Commonwealth Journal

January 7, 2013

Local man takes action to guard local schools

By CHRIS HARRIS, CJ Staff Writer
Commonwealth Journal

Somerset —  

Lots of people watched the news about last month’s Sandy Hook Elementary shootings and wished that they could do something. One local business owner is putting his money — literally — where his heart is.
David Morris, president of Modern Systems, Inc., is planning to donate a high-tech alarm to every city and county school in Pulaski County, in an effort to help keep the children of this area safer.
“Modern Systems is going to be installing a panic alarm, or duress alarm, system (in the schools) at no cost, directly or indirectly to the school systems,” he said. “I  realized I couldn’t do everything, but I could help protect my community.”
That includes Science Hill Independent School and Somerset Christian School as well as schools in the Somerset and Pulaski County districts. 
Morris was inspired to do this at last week’s “Love to Sandy Hook” prayer vigil, held at The Center for Rural Development. 
“When I pulled into the parking lot, I had no idea that I was going to do what I’m going to do,” he said.  
Listening to the speakers on Thursday — particularly the local school personnel, who talked about making the safety of students a priority — flipped the switch in Morris’ head. The realization of the tight budgets with which schools operate, making it difficult to purchase a highly effective security system on their own, made Morris realize he could help.
“The school systems are very limited, and I was in a position to make a difference now,” he said. 
Morris said he wanted to do something” after hearing the news about the shootings in Newtown, Conn., on Dec. 14, in which 26 people — 20 elementary school students among them — were killed: “Something I felt was meaningful and could make a difference.
“I’d struggled since the tragedy to find out what that was,” he added, “but I feel like I’m blessed to be in a position to help when seconds matter.”
The “panic button” will be but in the front office of every school, which the area where “usually a threat is detected,” said Morris. The button can be placed in different locations throughout the office, so that it’s more easily accessible by those in a particular area.
Once the button is pressed, it sounds a silent alarm, with a signal that is transmitted to a Modern Systems monitoring station. They will immediately notify 911, which will dispatch appropriate personnel. No call from the school to 911 is necessary.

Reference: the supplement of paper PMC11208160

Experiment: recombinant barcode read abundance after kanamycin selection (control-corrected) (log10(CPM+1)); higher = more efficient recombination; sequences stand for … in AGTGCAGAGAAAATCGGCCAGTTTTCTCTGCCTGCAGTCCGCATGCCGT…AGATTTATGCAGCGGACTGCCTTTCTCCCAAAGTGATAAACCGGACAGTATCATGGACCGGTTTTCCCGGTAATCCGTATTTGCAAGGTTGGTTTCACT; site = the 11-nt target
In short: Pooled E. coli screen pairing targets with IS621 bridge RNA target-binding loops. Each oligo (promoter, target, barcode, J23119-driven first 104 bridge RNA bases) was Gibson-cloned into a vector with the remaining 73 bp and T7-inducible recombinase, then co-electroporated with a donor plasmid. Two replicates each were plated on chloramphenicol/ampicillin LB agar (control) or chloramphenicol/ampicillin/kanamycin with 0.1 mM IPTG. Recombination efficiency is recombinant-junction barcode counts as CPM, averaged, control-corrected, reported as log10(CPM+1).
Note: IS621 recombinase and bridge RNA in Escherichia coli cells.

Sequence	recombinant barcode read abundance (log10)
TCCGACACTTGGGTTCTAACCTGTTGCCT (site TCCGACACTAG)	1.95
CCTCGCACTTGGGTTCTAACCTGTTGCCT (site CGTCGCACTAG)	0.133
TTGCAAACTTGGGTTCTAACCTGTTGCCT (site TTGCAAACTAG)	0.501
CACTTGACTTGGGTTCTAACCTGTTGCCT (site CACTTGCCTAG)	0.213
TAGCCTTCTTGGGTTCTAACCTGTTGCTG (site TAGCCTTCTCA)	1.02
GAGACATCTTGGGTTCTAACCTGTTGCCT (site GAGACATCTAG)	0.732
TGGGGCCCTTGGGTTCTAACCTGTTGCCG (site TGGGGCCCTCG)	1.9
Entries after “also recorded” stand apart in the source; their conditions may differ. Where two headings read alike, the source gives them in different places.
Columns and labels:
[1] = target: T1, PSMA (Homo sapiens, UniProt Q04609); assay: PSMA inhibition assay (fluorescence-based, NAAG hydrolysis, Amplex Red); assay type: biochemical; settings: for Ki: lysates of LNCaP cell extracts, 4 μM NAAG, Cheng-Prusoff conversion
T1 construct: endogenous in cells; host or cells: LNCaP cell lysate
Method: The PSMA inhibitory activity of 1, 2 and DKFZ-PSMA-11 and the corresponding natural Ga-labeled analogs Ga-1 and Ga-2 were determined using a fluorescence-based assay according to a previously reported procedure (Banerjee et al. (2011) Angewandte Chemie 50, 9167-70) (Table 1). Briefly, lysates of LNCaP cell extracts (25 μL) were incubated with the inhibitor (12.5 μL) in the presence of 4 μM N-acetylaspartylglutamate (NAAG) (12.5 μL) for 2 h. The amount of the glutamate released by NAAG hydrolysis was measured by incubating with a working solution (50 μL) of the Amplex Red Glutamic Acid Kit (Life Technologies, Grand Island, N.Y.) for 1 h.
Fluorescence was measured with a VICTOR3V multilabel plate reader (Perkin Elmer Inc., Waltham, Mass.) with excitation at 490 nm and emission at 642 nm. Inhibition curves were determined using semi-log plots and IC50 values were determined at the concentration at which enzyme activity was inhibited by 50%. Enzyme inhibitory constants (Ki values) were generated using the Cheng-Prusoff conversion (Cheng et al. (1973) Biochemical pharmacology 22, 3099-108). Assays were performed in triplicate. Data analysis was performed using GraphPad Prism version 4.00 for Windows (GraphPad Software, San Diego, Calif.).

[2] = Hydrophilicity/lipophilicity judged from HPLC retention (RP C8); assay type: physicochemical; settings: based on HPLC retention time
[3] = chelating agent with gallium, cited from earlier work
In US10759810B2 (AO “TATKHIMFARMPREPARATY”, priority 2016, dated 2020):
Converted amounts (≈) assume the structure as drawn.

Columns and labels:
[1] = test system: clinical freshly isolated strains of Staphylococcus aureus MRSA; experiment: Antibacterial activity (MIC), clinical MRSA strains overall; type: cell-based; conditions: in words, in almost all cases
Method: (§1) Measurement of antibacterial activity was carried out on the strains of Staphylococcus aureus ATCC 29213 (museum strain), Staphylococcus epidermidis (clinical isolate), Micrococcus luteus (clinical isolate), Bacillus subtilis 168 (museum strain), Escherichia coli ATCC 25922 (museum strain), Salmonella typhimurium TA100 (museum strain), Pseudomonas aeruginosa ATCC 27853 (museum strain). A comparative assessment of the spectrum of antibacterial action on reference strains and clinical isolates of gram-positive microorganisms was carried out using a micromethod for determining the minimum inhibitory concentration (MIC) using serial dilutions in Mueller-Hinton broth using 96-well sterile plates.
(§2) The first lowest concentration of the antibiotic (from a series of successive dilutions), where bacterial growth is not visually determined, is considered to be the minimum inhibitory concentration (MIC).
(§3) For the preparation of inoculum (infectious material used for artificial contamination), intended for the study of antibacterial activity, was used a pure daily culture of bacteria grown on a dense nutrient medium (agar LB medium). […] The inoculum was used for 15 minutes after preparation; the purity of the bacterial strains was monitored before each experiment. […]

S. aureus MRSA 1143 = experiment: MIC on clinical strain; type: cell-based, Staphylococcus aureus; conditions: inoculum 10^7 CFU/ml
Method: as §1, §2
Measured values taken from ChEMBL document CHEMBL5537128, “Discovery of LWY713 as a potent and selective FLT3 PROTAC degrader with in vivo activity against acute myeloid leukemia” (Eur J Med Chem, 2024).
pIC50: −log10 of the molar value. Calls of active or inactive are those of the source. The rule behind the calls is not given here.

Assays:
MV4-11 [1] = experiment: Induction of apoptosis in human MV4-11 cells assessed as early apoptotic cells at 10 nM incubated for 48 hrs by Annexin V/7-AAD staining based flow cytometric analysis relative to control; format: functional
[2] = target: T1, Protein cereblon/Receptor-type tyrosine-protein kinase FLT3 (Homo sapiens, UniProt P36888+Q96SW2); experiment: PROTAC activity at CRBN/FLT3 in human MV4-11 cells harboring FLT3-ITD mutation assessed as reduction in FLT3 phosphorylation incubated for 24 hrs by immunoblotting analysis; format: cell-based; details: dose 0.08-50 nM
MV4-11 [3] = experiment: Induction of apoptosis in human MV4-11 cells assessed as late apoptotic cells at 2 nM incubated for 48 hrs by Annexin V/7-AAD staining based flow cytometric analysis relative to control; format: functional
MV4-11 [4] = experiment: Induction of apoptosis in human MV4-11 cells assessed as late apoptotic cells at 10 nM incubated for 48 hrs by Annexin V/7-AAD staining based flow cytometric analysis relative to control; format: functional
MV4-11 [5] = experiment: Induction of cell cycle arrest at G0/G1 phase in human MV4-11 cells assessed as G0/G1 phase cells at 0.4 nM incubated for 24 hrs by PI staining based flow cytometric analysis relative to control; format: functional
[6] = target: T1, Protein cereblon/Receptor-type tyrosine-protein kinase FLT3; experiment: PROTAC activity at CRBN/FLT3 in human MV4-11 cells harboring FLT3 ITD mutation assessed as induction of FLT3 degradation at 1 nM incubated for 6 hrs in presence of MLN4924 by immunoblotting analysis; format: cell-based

“The reason why we don’t want them to call back to explain is that we want to get the first responders rolling and police responding as quickly as possible,” said Morris. “There will be training required and procedures in place (to handle a situation) if they feel they’ve accidentally pressed the button.”
Morris also said there are a number of scenarios in which pressing the duress button would be a good idea. “It isn’t in place just for (a time when) they see someone getting out of the car with a weapon,” he noted. “If they sense a threat of any kind where they would call 91, I would encourage them to press the button. It could be something like a fight breaking it. It could be any threat.”
Morris hopes to start installations within the next 30 days, and expects the process to take two to three weeks to complete.
It won’t be cheap. Morris noted that he made the decision in order to do something to help without stopping to contemplate the cost it would mean to his business to do this for the schools free of charge. He estimated that the systems themselves and the service for the company’s monitoring system would represent “tens of thousands of dollars” over the next three years.
“But that’s okay,” he added. “I feel fortunate to be able to do it.”
In fact, Morris is even getting others into the act. “I’m going to encourage other security companies around the country to do the same, to do their part to make security more affordable to schools systems,” said Morris. “I’m doing this all in honor and in memory of Sandy Hook.”
Morris said he’s already notified Honeywell, an industry-leading security system manufacturer, for which Modern Systems is a First Alert dealer — part of a network of independent dealers around the country,
“My opinion is, these are some top-notch companies,” said Morris. “I’ve already reached out to them and they’re talking about ways they can communicate this nationwide. It’s preliminary right now, but the wheels are in motion to get it out.”
Morris himself is at the top of his class. A native of Pulaski County and Somerset High School alum, Morris founded Modern Systems as a teenager in 1979. The company which deals in security and entertainment electronics, has offices in Somerset, Lexington, and Bowling Green, Ky., now, and is the largest independent security system dealer in the state. He’s also recently been on the cover of his industry’s magazine, “Security Sales & Integration.”
But it’s what Morris is doing now in the wake of a nation frightened by the headlines out of Newtown that may turn out to be his greatest legacy.
“Any event like this is tragic, any loss of life, but this one just seemed different because it affected so many young children,” said Morris. “It struck at my core.”